An earth tremor struck the Nicaraguan capital of Managua during the first week of August this year and caused alarm in some communities, as thousands of people remembered the severe earthquake which took some 15,000 lives just under four years ago.
GV: Managua Cathedral PAN debris.
MV PAN: casualty on stretcher being taken to hospital.
CU: child's injuries tended to by doctor.
GV EXTERIOR: field hospital.
MV PAN: official registering missing people.
CU: Cross ZOOM OUT TO cemetery. (2 shots)
GV PAN: wrecked buildings
GV: church ZOOM OUT TO MV demolition in progress.
CU: Minister of planning Ivan Osorio speaking.
CU: debris PAN GV: town
CU SIGN PAN TO MV workers.
MV: workers with excavators (2 shots) (Minister's speech ends)
GV PAN: workers painting shop front. (2 shots)
GV's construction workers erecting houses. (3 shots)
MV:PAN TO GV modern building.
CU: Minister of Planning Ivan Osorio speaking.
AERIAL SHOTS OF volcano (2 shots)
AERIAL SHOTS: over Nicaragua (2 shots) (Ministers speech ends)
CU PAN: Seismograph in operation.
MV: scientist noting readings.
GV: traffic and people through shopping area. (5 shots)
"It's not possible to rebuild the city in three or four years, especially in an orderly fashion. You have to consider that we needed to clear thousands of tons of rubble before we got started, without a geological study, which is unique in this part of the world. What we are doing is building a modern, clean, livable city, built with our own economic means by ourselves."
"At first, we made the investment in the outlying areas and all the money of the government was dedicated to low-income groups. Then, we are going after the main cores, which is going to be the more dangerous zone because of seismicity. But in the end, the city will be the safest, seismically speaking, city in the world."
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Background: An earth tremor struck the Nicaraguan capital of Managua during the first week of August this year and caused alarm in some communities, as thousands of people remembered the severe earthquake which took some 15,000 lives just under four years ago.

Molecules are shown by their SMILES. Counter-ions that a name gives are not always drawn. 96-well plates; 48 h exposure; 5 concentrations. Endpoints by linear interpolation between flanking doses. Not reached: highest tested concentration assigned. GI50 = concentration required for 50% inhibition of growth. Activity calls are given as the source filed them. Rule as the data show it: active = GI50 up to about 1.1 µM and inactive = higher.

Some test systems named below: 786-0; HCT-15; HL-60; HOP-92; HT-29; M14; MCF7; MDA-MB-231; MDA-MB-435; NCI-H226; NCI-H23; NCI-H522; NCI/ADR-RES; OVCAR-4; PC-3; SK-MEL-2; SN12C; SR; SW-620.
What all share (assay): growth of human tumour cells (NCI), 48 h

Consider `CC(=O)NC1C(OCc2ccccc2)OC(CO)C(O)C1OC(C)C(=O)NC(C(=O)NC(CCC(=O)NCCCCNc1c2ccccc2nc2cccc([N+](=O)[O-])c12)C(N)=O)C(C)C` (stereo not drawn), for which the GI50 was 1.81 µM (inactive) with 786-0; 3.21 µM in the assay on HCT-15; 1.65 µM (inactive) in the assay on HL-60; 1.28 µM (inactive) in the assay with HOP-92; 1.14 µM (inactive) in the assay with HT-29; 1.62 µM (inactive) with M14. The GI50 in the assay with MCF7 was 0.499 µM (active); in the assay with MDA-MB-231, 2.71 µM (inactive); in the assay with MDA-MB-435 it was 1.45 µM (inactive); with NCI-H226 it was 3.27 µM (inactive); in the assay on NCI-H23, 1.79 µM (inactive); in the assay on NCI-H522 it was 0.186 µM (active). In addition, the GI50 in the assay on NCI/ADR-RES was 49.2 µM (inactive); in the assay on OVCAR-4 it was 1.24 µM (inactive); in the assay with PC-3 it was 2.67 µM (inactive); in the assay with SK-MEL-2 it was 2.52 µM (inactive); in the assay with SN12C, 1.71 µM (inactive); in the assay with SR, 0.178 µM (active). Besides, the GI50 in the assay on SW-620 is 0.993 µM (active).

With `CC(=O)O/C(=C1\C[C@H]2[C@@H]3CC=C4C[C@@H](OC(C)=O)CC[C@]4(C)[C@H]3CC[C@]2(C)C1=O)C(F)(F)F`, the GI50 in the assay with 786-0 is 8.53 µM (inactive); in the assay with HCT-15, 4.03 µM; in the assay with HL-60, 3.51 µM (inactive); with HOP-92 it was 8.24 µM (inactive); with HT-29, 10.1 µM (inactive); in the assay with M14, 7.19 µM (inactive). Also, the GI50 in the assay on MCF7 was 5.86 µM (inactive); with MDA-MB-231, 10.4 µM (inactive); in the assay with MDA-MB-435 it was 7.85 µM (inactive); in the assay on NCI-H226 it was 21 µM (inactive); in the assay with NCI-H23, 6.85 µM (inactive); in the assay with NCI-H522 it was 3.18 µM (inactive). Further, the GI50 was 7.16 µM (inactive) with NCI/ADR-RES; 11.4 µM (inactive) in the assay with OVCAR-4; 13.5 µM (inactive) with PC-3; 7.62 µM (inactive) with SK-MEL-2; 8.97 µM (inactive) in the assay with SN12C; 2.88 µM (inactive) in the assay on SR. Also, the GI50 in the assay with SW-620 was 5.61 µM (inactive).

SYNOPSIS: Managua was partly destroyed by a strong earthquake on Christmas Eve, 1972. Apart from a death toll estimated at 15,000, more than a quarter of a million people were left homeless and thousands were seriously injured.
After the earthquake,some larger buildings remained standing, but most were considered dangerous. Hospital services, badly needed for emergencies,were totally disrupted. Field hospitals were quickly set up and had to deal with more than four times their capacity.
Today, although some basic services have been restored to the city, the atmosphere of devastation remains It is a gloomy place and Managuans can hardly go anywhere without being reminded of the horrors the earthquake brought them.
According to Ivan Osorio, Deputy Minister for Urban Planning, the shattered central area of the city has been almost completely cleared,but it will be a long time before Managua is rebuilt.
Senor Osorio, the man in effective control of reconstruction plans,says new buildings are being designed as a temporary relief measure. He said the city is at least functioning again, with water, electricity and sewage facilities more than 80 per cent restored. Schools and hospitals,he said, are being rebuilt. He announced that after the present phase, there will be a long-term development plan which would make Managua the most earthquake-safe city in the world.
So far, the government has not said how much of its development plan would be finance internationally. But the amount of money involved will certainly be great. The government fears, however, that even if most of the money comes from overseas, the programme could turn out to be too ambitious for little agricultural country with a population of only two million. For the moment, development is being concentrated along the edge of the city. But eventually, building zones will be spread further, with strict international-level construction controls.